"Understanding Your Home" by Building Inspector Mark Visser
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First line of defence!
A pool fence between the house and the pool
B: Gate alarms
Any gate which allows young children easy access to a pool area should have a gate alarm.
Some alarms are equipped with an adult pass through feature that allows adults to use the gate without the alarm sounding.
The alarms are battery operated. Batteries last about a year and should be replaced once a year. The best time to do this is when you replace the batteries for smoke alarms.

Pool Alarms

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Pool Alarms

The statistics on drownings and near-drownings in Canada and the US are staggering. Pool owners, especially those with young children and grandchildren, should always keep in mind the deadly hazards a pool can pose. About 350 children under 5 years old drown in pools each year and 2,600 are treated in hospital emergency rooms for near-drowning incidents. Most of the cases involve residential pools.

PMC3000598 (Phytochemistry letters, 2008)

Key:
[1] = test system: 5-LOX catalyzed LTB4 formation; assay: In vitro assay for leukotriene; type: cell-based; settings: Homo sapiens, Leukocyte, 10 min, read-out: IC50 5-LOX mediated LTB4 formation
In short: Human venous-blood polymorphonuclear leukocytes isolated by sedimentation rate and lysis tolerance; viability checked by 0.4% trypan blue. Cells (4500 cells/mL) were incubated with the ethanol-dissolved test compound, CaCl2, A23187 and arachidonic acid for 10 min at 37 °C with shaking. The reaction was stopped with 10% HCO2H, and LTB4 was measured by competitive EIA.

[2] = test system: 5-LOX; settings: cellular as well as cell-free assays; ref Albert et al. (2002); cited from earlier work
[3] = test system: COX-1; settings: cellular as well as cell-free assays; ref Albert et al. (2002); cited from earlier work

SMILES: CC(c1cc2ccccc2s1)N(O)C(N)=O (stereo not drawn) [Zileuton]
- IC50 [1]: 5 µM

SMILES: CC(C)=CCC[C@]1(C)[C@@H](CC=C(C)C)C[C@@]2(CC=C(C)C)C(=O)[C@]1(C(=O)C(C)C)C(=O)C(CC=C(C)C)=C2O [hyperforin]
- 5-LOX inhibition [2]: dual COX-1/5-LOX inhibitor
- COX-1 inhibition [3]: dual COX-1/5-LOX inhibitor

To prevent this tragedy, many pool owners use pool alarms designed to sound a warning if a child falls into the water. Sales of pool alarms have doubled since 1994. A study released by the U.S. Consumer Product Safety Commission (CPSC) tested the performance of various pool alarm systems.
The CPSC study looked at three types of alarms:
* Floating alarms that detect waves on the surface
* Underwater alarms that detect waves under the surface
* Wristband alarm, which is worn by a child, and alarms when exposed to water.

Test results. Test conducted by The Consumer Product Safety Commission showed that underwater alarms performed the most consistently (with one surface alarm - PoolSOS - performing almost as well). Underwater sensors alarm more consistently and are less likely to false alarm. When a test object, intended to simulate the weight of a small child, was pushed into a pool, the underwater sensors detected it most reliably. The underwater alarms also can be used in conjunction with pool covers, whereas the surface alarms cannot. The wristband device alarmed well but can be impractical because the caregiver must remember to put it on the child, and it alarms when exposed to any water source, such as tap water.
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